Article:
Door guards such as this one have been popular in China for centuries. This might be a representation of a lion, dragon or dog. Although I was unable to find direct links from this style of ceramics to early America, The Boston Tea Party Ship and Museum notes that: In 1741, ships belonging to the British, Danish, French, and Swedish brought a total of 1,200,000 pieces of Chinese porcelain into the European ports. A good portion of those pieces ended up in the fine homes of Boston, New York, Philadelphia, and Charleston. I welcome comments if you have expertise in this area!
A recent trend in primitive decorating is the use of gourds. Here, eye-catching Italian gourds (or possibly small snake gourds) hang on the side door underneath panes of traditional bull’s eye glass. The five-pointed star atop the door was a symbol of good luck in colonial America. A side lantern in colonial style utilizes faux candles.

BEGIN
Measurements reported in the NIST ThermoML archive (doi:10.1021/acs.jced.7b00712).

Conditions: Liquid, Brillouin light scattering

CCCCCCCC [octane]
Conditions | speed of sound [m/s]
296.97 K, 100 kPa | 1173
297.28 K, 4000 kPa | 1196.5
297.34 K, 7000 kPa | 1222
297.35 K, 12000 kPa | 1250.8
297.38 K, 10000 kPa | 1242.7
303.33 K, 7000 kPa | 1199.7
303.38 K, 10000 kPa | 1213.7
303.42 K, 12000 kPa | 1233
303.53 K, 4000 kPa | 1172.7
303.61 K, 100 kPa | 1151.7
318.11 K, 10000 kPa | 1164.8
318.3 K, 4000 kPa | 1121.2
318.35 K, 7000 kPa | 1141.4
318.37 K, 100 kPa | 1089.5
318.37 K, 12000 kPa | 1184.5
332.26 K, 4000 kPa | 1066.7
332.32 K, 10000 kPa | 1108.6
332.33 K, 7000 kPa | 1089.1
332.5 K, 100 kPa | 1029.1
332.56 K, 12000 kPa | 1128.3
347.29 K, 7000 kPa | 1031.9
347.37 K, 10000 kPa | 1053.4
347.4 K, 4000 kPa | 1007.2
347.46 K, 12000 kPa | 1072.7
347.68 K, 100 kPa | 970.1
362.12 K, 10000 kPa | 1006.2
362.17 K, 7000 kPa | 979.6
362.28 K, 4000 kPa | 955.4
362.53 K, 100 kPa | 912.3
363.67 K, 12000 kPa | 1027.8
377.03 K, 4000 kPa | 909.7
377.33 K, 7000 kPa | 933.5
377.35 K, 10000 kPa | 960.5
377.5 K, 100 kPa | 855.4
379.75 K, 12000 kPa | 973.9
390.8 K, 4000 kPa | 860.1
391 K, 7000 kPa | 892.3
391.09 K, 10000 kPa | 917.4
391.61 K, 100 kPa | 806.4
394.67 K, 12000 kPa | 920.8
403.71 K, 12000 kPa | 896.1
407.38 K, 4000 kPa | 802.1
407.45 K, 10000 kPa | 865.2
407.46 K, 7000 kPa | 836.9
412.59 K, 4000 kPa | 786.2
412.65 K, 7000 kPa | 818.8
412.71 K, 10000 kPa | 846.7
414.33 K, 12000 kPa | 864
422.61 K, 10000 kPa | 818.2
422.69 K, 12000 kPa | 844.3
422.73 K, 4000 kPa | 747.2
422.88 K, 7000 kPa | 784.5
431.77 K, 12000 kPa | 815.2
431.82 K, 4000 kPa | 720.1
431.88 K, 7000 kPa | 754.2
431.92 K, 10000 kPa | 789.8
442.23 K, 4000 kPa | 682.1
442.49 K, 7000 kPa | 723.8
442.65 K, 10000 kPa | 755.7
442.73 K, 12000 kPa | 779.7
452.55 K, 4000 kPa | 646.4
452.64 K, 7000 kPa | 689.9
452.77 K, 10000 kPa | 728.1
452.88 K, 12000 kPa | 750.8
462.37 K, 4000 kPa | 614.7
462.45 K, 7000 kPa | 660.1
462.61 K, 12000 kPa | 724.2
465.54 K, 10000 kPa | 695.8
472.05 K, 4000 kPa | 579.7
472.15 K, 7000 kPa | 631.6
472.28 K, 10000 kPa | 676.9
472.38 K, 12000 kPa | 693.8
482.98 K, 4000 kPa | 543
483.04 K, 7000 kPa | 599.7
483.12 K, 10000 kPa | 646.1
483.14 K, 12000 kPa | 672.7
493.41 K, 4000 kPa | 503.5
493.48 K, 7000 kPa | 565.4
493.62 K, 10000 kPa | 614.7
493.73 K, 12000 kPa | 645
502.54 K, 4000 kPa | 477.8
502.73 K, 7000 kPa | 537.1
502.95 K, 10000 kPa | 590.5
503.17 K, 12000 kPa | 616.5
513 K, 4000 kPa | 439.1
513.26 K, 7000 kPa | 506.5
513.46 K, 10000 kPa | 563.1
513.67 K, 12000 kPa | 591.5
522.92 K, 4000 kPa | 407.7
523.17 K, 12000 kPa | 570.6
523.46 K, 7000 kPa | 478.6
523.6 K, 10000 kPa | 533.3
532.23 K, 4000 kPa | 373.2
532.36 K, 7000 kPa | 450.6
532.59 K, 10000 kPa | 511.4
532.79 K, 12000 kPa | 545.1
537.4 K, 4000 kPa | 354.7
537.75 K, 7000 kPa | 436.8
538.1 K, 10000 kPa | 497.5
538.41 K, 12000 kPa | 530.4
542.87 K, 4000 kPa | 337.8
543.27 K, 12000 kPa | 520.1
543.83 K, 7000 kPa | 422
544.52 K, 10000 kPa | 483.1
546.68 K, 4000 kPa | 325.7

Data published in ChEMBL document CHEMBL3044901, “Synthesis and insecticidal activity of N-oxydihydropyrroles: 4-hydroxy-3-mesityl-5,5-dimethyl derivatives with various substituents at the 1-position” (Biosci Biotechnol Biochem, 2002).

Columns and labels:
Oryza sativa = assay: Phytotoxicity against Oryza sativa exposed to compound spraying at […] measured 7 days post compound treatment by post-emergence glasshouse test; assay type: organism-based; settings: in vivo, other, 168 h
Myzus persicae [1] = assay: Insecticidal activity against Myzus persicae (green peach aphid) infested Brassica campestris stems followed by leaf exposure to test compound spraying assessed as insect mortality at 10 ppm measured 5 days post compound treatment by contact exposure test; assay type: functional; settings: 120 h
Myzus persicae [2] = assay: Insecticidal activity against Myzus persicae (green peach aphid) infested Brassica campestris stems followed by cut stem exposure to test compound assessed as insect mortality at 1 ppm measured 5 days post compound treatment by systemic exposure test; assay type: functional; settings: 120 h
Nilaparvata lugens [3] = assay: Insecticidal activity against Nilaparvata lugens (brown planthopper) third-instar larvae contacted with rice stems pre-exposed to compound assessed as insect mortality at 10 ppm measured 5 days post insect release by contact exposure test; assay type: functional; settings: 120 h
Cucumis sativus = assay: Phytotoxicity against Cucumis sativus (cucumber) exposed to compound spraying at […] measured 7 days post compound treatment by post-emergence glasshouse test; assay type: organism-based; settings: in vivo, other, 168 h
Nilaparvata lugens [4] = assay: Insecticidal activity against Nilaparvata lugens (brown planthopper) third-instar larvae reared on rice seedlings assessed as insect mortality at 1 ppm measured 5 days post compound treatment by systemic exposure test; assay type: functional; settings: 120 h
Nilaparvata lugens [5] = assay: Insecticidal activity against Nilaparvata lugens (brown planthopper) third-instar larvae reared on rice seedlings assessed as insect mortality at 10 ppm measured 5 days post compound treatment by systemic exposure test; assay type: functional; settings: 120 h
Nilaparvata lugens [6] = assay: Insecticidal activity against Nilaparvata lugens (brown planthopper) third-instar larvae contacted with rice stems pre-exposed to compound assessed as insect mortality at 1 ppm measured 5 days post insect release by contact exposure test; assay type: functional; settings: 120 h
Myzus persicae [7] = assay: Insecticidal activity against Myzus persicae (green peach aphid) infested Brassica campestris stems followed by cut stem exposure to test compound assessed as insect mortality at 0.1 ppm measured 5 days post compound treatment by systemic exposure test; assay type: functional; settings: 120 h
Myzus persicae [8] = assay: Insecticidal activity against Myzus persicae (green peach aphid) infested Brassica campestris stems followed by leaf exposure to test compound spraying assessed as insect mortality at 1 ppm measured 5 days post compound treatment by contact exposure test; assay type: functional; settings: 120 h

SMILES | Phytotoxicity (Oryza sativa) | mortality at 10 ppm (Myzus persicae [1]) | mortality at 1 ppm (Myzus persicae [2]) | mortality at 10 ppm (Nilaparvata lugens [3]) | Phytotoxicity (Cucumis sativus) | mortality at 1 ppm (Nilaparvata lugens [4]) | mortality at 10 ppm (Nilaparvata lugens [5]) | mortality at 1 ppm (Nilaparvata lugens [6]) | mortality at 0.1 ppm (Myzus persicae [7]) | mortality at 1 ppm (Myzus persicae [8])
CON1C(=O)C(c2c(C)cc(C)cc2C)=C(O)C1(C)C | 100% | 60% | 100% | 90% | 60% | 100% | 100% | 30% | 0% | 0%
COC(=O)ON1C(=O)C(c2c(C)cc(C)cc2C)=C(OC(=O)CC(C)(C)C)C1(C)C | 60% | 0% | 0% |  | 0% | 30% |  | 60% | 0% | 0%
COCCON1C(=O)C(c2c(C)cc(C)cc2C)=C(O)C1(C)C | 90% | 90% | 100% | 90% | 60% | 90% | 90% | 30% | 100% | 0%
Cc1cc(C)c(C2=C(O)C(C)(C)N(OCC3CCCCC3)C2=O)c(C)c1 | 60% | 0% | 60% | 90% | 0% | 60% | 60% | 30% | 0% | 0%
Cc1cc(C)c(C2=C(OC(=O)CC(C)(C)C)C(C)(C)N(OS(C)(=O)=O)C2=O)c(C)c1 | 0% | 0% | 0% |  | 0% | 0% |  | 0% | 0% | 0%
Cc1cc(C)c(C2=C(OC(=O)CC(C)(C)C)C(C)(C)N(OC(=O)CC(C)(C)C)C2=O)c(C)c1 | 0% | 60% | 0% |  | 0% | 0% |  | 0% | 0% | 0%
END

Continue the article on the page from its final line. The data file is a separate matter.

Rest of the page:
The smaller golden guard of the side door sits next to a pot of basil. Basil was brought to the New World in the 1620s. Along with flavoring food, it was used as a strewing herb. Additionally, the leaves were dried for use in snuff to relieve headaches and colds.
Whitewashed picket fences were popular in colonial days. These fences were expensive and harder to maintain than plain wooden fences, so they became a symbol of prosperity.
This rooster weather vane, with its tail perfectly shaped to catch the wind, stands proudly atop the house. Weather vanes were popular in colonial times, but were first used centuries before this era.

Yellow Celebration

A coat of paint on one small structure can sometimes uplift a whole yard.

A coat of paint on one small structure can often uplift a a whole yard.